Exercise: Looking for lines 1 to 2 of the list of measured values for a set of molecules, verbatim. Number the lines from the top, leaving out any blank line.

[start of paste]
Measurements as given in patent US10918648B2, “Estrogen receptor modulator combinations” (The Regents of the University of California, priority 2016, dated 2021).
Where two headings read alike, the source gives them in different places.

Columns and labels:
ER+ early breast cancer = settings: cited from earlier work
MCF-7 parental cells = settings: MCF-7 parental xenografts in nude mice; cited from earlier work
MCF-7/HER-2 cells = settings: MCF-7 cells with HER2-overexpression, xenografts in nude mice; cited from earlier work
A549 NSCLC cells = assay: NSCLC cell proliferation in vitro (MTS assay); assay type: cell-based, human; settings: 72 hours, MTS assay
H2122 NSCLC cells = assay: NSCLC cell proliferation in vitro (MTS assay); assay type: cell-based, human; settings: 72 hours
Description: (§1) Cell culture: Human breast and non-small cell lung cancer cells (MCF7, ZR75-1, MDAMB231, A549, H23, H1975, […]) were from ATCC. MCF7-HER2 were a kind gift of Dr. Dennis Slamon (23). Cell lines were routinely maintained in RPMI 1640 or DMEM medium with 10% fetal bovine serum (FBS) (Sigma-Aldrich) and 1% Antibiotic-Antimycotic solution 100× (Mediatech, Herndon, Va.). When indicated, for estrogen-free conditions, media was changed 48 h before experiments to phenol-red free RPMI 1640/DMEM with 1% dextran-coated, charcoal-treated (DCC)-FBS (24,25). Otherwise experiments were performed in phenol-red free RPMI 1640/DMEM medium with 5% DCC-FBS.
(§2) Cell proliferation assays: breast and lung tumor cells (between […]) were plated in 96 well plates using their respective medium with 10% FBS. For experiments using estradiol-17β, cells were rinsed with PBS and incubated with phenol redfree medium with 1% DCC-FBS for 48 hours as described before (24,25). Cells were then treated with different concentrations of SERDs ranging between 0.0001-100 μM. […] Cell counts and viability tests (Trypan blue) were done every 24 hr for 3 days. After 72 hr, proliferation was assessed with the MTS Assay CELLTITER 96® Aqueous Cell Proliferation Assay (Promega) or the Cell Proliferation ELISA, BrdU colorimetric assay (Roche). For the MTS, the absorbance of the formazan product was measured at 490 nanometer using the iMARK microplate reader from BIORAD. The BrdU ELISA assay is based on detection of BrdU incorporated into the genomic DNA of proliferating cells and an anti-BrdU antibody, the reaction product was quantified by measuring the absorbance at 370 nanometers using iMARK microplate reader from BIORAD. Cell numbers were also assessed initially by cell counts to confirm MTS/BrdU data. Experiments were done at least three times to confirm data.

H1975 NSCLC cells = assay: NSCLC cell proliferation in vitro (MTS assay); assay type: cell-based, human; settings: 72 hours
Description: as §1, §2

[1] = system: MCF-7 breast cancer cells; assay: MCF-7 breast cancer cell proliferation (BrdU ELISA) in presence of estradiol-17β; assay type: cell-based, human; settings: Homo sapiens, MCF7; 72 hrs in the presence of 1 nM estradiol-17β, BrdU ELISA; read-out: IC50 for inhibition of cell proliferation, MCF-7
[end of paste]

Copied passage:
Measurements as given in patent US10918648B2, “Estrogen receptor modulator combinations” (The Regents of the University of California, priority 2016, dated 2021).
Where two headings read alike, the source gives them in different places.